Last January 1st, did you make any resolutions concerning your personal finances? If so, how’d you do? Did you attain your financial goals, or was 2012 a total financial washout?

The good news about New Year’s resolutions is that you get to make new ones each year. Below are some New Year’s resolutions to improve your finances.

Pay Some Extra Principal With Your Mortgage Payment Each Month

Looking for a risk-free return on your money? By paying extra toward your mortgage each month, you’ll get a risk-free return on that money equal to your mortgage interest rate. Plus, you’ll cut down on the number of years it will take to pay off your mortgage. As a rule of thumb, try to pay extra principal each month equal to at least 10% of your total mortgage payment.

If You Don’t Own A Home, Try to Qualify For the Home Office Deduction

If you’re a renter, the rent you pay generally isn’t deductible on your federal tax return. By claiming the home office deduction, you make a portion of your rent tax deductible. To qualify, you need to use a portion of your home regularly and exclusively in connection with your trade or business. Using your office for managerial and administrative tasks qualifies. You’ll claim the home office either directly against your self-employment income on the Schedule C or as a miscellaneous itemized deduction on the Schedule A.

Save A Set Amount Of Money Each Month

Did you know that if you deposit $81.50 into your savings account each month, the account would be worth $1,000 at the end of the year? To help you reach your goal, make sure to transfer the money out of your checking account into a separate savings or investment account. By doing so, it’s more difficult to spend the money that you have managed to save.

Download our (Microsoft Excel) debt/savings calculator to calculate how much you need to set aside each month to reach a certain savings goal.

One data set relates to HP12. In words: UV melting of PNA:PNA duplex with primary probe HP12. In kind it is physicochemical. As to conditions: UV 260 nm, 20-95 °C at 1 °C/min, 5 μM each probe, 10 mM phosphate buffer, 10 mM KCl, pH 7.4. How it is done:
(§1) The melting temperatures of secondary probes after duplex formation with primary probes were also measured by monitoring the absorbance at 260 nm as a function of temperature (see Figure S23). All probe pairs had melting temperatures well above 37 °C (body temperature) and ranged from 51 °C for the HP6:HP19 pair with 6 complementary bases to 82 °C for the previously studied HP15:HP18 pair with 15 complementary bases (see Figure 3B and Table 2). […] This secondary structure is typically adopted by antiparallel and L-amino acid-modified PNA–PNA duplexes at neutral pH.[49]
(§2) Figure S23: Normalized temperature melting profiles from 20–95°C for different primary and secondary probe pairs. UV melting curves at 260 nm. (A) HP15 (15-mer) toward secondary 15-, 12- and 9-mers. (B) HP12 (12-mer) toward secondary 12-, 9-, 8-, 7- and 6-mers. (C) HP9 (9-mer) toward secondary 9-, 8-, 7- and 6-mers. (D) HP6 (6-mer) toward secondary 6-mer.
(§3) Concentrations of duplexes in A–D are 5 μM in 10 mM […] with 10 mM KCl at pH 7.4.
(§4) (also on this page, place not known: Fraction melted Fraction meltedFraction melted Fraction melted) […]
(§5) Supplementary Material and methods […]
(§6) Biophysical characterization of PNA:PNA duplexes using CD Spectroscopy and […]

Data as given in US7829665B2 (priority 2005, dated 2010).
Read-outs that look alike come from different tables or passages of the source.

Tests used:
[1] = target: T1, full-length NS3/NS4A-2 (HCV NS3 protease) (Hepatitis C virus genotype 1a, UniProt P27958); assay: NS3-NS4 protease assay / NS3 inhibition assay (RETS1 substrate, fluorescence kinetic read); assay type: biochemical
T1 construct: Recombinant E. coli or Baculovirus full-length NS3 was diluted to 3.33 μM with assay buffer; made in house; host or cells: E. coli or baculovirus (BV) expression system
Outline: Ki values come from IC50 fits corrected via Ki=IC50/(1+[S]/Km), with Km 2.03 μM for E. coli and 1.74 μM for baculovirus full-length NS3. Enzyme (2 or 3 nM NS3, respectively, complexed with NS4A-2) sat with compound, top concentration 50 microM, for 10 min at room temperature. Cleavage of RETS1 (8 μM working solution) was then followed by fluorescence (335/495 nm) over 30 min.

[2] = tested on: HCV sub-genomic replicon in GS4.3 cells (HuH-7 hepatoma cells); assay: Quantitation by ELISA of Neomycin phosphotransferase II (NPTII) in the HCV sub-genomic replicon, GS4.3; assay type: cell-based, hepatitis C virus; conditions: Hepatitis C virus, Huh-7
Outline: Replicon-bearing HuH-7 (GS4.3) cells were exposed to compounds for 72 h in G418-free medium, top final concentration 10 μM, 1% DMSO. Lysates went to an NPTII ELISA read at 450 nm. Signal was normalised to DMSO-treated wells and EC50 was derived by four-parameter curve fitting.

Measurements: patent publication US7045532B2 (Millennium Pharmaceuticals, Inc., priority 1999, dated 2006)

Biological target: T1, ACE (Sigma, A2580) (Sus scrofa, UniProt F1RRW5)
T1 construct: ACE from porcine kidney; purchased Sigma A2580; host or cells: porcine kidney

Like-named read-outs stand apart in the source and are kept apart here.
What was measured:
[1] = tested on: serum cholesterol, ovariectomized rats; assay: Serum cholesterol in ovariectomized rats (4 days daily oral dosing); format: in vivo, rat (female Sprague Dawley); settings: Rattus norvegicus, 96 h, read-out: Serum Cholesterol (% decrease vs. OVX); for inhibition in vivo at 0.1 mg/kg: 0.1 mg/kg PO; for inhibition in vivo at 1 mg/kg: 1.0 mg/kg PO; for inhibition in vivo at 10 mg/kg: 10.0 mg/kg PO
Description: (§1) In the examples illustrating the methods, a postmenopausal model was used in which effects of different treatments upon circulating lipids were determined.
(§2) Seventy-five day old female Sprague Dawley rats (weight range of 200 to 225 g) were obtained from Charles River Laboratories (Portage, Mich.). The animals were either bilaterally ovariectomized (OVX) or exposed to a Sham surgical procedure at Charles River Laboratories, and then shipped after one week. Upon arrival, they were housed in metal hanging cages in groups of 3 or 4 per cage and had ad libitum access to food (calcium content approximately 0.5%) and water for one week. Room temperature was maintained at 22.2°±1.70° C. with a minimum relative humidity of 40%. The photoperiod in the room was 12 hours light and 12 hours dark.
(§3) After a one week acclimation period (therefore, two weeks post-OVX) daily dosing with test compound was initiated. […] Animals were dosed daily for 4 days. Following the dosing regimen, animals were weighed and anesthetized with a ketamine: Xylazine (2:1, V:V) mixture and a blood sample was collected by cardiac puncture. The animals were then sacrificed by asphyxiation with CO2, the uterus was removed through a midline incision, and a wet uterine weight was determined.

We’ll post more Resolutions in Part 2 of this series – stay tuned!

Refi Your Mortgage on Devalued Home with Harp 2.0

by Guest Writer Don Clark, LYC Mortgage LLC

On October 24, 2011, the Federal Housing Agency (FHA), together with Freddie Mac and Fannie Mae, issued a press release announcing a series of changes to the Home Affordable Refinance Program (HARP). This program is designed for homeowners that are current on their mortgage but have been unable to refinance because of their reduced home value. Finally, this program provides low risk borrowers the opportunity to capitalize on today’s record low mortgage rates.

Informally known as HARP 2.0, this new program updates and removes many of the previous regulations which kept good borrowers at bay. With HARP 2.0, homeowners who lost value in their home (pushing their loan-to-values over 80%) or who previously were obstructed from refinancing because of mortgage-insurance coverage requirements or condominium project approvals are now eligible for HARP refinancing.

While some restrictions still surround HARP 2.0, this is likely the only opportunity millions of homeowners living in devalued homes, with good credit and a solid payment history, have at refinancing their original mortgages. Also, with mortgage rates making history in the past month for shattering all-time lows, timing could not be more perfect. Unfortunately, this program will only be around for a limited time as it?s scheduled to expire in 2013.

To qualify for this program, general eligibility requirements require that the current mortgage be a conventional first lien owned or securitized by Freddie Mac or Fannie Mae and has been owned by them prior to May 31, 2009. That would mean that your mortgage had to be obtained prior to that date to qualify.

If this situation applies to you, the first step is to determine if your mortgage is owned or securitized by Freddie Mac or Fannie Mae . If you are unsure, you can check both Fannie Mae and Freddie Mac?s websites or you can call their toll-free number for confirmation.

A short HARP eligibly questionnaire is available by contacting LYC Mortgage by email or phone (781-303-2620). If your home has decreased in value, this might be your only option to refinance with mortgages at today’s historically low rates. Don?t miss out.

This article was provided by Don Clark at LYC Mortgage LLC, headquartered in Wellesley, MA. To contact Don Clark directly, please call 781-303-2620 or email dclark@lyccpa.com. You should also check out LYC’s state licenses before contacting them.